Local law enforcement reflect on the impact K-9′s have on the department and the community
K-9 handlers talk about their partners
PARKERSBURG, W.Va. (WTAP) -
Across the Mid Ohio Valley, some law enforcement officers get extra help from a furry friend.
In light of Kanawha County’s K-9 officer shot in the line of duty last week, local handlers discussed what all goes into partnering with with the K-9′s.
K-9 officers are carefully trained and paired with handlers who they live and work with.
Some local law enforcement say this creates a close bond while also adding an extra layer to their jobs.
Washington County Sheriff Deputy Matthew Martin said this is his first time being a k-9 handler, and it’s been life changing. “There’s definitely a lot of things you don’t think about that you have to do, but with having a whole other person to worry about, but the rewards outweigh the extra work by far,” reflected Martin.
Another Washington County Deputy, Ellie Reynolds said having a K-9 partner is a change of pace. “I’m used to just going to work and taking account for myself. Now I have a whole other being, so to say, that I have to take account for. I enjoy it. I love enjoying watching her work with the kids and seeing the impact she’s making on the kids,” said Reynolds.
Martin and Reynolds have 15 week old Brother and Sister Axel and Wednesday. The k-9′s are at the schools to help students that have been through trauma, emotional issues, and help de-escalate situations.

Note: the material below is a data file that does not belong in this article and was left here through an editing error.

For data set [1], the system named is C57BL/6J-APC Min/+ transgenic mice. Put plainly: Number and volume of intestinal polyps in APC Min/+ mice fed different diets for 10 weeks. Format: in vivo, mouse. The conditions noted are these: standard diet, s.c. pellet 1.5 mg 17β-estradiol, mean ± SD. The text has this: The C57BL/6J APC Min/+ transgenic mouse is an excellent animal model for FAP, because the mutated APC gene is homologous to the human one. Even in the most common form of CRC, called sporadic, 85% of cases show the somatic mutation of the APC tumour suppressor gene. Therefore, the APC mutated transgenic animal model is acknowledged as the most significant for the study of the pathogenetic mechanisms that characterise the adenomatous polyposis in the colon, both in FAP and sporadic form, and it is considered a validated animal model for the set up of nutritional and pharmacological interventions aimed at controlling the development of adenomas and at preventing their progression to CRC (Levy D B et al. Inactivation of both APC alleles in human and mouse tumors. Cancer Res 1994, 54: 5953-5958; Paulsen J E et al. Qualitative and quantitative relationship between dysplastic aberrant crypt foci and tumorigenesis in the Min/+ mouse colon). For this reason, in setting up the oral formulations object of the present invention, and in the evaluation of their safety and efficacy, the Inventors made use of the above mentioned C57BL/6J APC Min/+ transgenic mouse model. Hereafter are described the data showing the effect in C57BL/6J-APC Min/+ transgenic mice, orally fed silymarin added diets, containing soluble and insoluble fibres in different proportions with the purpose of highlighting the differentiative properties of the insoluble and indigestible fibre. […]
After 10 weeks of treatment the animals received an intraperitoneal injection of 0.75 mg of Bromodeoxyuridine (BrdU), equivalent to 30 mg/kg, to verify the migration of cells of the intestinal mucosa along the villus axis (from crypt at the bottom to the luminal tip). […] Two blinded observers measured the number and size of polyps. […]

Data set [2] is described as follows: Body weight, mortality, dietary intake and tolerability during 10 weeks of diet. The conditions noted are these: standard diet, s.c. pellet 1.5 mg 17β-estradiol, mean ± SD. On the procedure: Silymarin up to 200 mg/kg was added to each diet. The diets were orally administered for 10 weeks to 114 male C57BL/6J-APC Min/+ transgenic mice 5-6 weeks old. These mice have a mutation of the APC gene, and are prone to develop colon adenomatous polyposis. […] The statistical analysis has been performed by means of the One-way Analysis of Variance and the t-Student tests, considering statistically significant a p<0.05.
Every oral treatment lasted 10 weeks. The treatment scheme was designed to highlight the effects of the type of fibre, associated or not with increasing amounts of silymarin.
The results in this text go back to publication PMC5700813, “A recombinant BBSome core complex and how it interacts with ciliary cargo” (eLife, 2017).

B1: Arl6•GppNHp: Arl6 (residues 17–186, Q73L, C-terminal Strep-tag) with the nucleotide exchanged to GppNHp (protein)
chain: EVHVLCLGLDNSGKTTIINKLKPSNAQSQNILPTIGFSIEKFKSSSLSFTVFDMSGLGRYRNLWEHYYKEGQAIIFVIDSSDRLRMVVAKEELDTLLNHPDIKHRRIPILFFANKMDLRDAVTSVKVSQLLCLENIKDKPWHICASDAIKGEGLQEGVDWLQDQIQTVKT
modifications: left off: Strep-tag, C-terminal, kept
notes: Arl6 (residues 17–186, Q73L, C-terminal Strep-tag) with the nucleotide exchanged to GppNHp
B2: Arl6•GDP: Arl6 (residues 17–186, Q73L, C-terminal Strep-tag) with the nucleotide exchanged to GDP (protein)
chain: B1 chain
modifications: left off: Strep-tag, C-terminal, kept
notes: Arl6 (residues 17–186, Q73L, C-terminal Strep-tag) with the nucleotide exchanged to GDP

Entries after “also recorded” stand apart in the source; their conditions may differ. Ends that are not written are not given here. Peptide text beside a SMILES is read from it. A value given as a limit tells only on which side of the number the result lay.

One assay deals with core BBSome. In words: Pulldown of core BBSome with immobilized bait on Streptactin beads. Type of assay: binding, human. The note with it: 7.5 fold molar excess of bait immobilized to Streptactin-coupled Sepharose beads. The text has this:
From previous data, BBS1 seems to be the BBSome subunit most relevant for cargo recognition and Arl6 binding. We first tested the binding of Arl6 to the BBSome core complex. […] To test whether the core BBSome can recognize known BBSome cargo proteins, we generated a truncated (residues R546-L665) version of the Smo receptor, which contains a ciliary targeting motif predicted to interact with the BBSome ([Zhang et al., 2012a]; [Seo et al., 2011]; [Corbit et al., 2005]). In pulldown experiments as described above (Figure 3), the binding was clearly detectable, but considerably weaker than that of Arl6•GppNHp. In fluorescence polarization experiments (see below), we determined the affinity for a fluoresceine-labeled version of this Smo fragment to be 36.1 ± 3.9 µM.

Wood County’s Sergeant Taylor Phillips’ partner is 7 year old Drago. He helps with drug detection and suspect apprehension. Phillips said K-9s can help connect law enforcement and the community.
“…it bridges that gap between people who may be a little bit more apprehensive about talking to law enforcement. So I’ll take him to schools and everything like that and the kids will just respond to him very well. Where maybe if it was just a police officer they wouldn’t be as interested in it.”
Just like their handlers, when the K-9′s are home, they’re off duty.
Phillips said Drago sleeps in bed with her. She said he has the run of the house, the couch, and everything else. “When he’s home, he’s not working, he’s just a regular dog who likes to relax.”
As reported earlier, a K-9 officer in Kanawha County names Axel was shot and killed in the line of duty.
Phillips and Martin reflected on the less and said that losing a k-9 impacts not only the handlers, but the whole department.
“Just because they have four legs doesn’t make them any less of an officer than the rest of us. We all become very attached to the k-9s. Handlers especially, but the entire department becomes attached to k-9s,” said Martin.
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